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Is your tree on death’s door? Here’s how to tell

Plants - Dying tree
Is your tree stressed or worse?
(Julia Yellow / For The Times)
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Worried about a sad-looking tree in your yard?

Climate change, invasive species and even international trade are taking a serious toll on California trees. An estimated 150 million trees died during the drought that started in December 2011, according to Smithsonian Magazine, and the stressed trees that survived became more vulnerable to attack by a host of newcomer pests, said Philippe Rolshausen, subtropical tree specialist for the Cooperative Extension office at UC Riverside.

“There are lots of invasive pests everywhere because of global warming and the movement of plant materials in general,” he said.

The trees that shade, cool and feed people from Ventura County to the Mexican border are dying so fast that within a few years it’s possible the region will look, feel, sound and smell much less pleasant than it does now.

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Identifying specific tree diseases or pests usually requires an expert, but Rolshausen said three indicators suggest your tree needs help: yellowing leaves, a thinned-out canopy and branch die-back.

If you’re willing to wait, researchers or master gardeners in the state’s county Cooperative Extension offices can help you diagnose a sick tree for free, Rolshausen said.

Professional consulting arborists usually can respond more quickly but charge $200 to $400 for a consultation, said Darren Butler, a Los Angeles-based consulting arborist, horticulturist, landscape designer and cocreator of the GardenZeus.com. When you consider how healthy, mature trees boost property values, that’s a relatively small fee to pay, he said, but people often wait until it’s too late to ask for help. Search for trained arborists through the American Society of Consulting Arborists or the International Society of Arboriculture.

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Yellow leaves

A few yellow leaves aren’t an issue, but if whole parts of your tree have brown or yellow leaves, that’s a sign it needs more nutrients, Rolshausen said. If you don’t fertilize your tree every year or two, it will eventually run out of nutrients, but a sudden big jolt of fertilizer could stress the tree even more, he warned. The best approach is gradual, adding compost and mulch around the drip line of the tree — that is, the place where water drips off the outer branches — so the trees can absorb the nutrients slowly.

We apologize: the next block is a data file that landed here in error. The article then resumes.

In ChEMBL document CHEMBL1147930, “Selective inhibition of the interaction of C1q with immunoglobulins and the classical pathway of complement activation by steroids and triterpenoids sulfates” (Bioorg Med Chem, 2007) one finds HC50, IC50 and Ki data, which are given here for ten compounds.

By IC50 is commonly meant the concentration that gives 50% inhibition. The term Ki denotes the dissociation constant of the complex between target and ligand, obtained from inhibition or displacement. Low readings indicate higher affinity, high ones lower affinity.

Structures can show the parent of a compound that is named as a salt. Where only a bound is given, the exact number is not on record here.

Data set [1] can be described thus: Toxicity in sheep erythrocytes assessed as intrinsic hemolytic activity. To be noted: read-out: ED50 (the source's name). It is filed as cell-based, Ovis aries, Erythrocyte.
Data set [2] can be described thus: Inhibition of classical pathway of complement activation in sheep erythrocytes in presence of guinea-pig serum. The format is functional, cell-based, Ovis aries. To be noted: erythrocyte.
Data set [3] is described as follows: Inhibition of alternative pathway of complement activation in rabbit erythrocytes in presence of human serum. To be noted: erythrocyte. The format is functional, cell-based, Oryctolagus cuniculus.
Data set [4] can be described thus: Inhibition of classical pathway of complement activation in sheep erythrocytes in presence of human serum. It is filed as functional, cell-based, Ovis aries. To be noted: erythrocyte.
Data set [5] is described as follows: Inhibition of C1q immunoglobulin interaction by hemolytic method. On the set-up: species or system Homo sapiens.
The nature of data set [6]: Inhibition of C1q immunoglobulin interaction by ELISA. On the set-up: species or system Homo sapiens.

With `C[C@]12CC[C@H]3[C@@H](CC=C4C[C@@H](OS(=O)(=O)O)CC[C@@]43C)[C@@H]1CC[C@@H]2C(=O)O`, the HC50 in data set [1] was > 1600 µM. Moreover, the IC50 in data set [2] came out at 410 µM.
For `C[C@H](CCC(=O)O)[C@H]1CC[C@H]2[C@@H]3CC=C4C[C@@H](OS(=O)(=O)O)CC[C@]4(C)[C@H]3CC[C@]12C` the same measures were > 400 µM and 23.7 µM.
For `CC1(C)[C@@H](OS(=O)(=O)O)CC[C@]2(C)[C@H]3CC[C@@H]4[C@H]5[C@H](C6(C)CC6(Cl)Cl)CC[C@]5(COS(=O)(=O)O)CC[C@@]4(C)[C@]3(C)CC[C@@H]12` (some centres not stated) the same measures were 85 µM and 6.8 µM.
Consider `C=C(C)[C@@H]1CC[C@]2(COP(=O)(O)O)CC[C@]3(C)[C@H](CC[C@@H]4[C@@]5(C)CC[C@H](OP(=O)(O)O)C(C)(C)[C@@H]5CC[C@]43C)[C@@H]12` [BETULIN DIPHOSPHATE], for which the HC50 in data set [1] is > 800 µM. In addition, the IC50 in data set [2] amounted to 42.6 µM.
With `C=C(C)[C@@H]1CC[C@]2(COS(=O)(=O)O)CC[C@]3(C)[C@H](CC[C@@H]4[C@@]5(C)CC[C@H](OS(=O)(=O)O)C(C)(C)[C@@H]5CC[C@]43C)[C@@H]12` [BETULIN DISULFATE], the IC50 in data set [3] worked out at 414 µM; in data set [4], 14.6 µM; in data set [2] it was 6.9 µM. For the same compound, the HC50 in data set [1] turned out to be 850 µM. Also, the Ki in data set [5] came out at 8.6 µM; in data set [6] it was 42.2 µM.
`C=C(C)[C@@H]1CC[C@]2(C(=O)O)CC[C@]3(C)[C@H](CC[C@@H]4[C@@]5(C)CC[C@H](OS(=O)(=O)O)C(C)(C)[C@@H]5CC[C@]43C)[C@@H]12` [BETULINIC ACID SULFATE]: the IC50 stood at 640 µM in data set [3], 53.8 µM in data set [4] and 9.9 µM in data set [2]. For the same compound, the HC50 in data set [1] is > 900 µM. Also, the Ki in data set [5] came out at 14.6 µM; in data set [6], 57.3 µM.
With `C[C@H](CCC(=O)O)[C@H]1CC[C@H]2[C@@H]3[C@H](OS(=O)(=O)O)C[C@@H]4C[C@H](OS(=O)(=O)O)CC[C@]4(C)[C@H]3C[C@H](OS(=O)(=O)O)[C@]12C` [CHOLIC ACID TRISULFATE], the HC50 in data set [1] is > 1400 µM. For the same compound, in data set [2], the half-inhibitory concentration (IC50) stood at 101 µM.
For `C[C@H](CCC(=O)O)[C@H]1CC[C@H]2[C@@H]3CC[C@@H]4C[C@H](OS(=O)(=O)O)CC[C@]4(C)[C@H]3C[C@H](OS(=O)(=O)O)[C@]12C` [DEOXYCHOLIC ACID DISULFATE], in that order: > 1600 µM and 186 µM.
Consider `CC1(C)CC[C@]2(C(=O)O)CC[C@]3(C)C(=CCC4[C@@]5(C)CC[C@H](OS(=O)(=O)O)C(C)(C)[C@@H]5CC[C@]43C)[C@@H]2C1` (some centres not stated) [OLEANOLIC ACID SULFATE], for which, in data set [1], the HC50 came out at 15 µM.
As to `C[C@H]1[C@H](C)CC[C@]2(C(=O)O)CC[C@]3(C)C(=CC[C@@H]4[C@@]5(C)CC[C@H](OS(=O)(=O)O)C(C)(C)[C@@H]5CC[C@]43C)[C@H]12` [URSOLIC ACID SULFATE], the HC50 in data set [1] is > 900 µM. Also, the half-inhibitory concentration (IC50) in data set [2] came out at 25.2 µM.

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Homeowners unwittingly remove the best fertilizer and mulch for trees — their own fallen leaves, Butler said.

“The tree spent so much effort gathering nutrients for those leaves, to remove that leaf litter is devastating to the tree,” Butler said. “Mulch is very, very important for trees, as long as it’s not right up against the trunk. You should have bare soil around the tree, for a distance about three times the diameter of the trunk, so the roots can breathe.”

Mineral deficiencies or pollutants such as salt or even dog urine also can cause problems, especially if your dogs have been peeing around the same tree for years, Butler said.

One option is to send samples of your soil and tree tissue to a diagnostic lab to determine what if any deficiencies they have, Rolshausen said. UC Riverside plant pathologist Marcella Grebus created a list of diagnostic labs around the state, but be sure to call them first to learn how they want samples collected and packaged.

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Thinned-out canopies and branch die-back

Healthy trees grow lots of branches and leaves — their canopy — as thickly as they can, to gather all the sunlight they need, Butler said. “Trees feed themselves through their leaves, so when you’re standing under a tree, you shouldn’t see a lot of blue sky. If you see a lot of blue sky, that’s an indication of a problem,” he said.